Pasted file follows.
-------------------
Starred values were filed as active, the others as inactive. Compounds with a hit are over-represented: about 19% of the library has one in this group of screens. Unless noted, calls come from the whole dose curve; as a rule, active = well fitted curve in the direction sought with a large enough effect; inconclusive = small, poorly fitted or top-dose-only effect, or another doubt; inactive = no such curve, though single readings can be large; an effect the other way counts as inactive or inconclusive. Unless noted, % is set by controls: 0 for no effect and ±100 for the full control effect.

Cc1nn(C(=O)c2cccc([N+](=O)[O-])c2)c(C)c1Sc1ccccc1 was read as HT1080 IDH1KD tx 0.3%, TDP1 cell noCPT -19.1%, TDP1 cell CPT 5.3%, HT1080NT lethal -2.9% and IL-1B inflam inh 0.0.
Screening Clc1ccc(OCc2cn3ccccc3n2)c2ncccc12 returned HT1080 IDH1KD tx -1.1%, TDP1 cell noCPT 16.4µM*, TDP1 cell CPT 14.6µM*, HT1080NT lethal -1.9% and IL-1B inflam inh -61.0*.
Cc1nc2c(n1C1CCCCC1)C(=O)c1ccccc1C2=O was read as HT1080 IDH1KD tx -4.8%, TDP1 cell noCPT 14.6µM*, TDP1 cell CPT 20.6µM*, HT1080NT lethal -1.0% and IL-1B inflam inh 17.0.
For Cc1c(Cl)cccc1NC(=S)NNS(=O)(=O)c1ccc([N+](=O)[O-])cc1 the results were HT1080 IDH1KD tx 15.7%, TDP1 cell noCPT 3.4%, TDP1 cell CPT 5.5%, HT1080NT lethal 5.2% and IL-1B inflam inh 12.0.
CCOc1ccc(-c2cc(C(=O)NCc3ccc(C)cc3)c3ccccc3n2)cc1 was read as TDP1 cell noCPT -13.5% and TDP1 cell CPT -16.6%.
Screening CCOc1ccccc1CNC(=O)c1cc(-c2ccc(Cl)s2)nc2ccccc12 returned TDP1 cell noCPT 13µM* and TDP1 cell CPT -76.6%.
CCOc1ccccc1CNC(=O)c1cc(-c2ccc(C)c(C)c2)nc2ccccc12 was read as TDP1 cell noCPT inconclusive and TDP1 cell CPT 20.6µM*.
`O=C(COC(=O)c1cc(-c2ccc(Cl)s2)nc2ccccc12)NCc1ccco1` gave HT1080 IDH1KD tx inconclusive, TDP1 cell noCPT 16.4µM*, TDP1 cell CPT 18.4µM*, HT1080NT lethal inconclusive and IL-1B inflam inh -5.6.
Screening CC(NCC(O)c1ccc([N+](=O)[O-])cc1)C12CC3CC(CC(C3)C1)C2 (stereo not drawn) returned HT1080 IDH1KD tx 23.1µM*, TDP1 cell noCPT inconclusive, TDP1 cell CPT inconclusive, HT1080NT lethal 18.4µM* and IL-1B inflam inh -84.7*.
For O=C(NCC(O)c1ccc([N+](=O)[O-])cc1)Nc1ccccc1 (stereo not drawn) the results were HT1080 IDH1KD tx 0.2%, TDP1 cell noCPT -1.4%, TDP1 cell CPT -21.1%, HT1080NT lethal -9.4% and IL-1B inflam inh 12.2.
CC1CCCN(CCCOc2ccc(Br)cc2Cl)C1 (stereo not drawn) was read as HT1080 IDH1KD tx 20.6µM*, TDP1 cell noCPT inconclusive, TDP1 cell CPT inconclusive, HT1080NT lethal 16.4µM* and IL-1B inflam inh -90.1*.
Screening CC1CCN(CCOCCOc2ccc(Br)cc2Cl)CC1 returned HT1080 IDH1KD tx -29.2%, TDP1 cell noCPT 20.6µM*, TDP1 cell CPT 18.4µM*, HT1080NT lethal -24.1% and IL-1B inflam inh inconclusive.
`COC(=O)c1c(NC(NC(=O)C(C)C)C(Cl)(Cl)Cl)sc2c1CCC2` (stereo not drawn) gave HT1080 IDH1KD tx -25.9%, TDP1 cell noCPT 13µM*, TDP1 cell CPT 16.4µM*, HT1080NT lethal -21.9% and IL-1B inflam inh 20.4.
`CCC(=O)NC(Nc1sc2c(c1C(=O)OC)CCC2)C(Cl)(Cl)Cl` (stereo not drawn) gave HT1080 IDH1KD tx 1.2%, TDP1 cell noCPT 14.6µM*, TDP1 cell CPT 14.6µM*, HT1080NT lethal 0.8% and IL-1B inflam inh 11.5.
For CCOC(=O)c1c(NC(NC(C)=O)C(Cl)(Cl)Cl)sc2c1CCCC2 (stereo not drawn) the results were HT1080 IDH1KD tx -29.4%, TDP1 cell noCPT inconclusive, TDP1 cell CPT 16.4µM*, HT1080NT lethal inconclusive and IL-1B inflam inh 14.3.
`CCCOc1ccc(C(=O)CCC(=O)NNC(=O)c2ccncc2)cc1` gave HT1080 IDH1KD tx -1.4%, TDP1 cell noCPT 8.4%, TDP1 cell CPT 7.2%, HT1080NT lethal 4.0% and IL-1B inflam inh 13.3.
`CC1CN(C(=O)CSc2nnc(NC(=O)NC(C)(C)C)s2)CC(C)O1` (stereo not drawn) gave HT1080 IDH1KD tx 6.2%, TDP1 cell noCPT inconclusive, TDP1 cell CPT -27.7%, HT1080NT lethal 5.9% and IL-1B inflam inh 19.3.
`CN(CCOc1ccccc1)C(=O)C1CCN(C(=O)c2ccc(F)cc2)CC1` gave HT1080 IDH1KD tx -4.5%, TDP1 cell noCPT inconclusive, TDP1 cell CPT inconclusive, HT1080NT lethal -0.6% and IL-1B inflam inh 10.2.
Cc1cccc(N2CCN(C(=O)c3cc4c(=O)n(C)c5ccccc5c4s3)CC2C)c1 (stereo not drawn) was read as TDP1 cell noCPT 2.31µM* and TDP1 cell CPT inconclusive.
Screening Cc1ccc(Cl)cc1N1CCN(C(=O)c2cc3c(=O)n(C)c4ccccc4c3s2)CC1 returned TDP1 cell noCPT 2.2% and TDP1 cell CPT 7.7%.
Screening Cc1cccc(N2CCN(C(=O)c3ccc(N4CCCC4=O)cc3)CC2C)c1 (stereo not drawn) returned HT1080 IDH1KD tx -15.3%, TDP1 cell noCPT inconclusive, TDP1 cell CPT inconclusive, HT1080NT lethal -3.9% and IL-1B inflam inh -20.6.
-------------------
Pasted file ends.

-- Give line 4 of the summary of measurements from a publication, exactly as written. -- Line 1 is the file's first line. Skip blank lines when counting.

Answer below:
Cc1nc2c(n1C1CCCCC1)C(=O)c1ccccc1C2=O was read as HT1080 IDH1KD tx -4.8%, TDP1 cell noCPT 14.6µM*, TDP1 cell CPT 20.6µM*, HT1080NT lethal -1.0% and IL-1B inflam inh 17.0.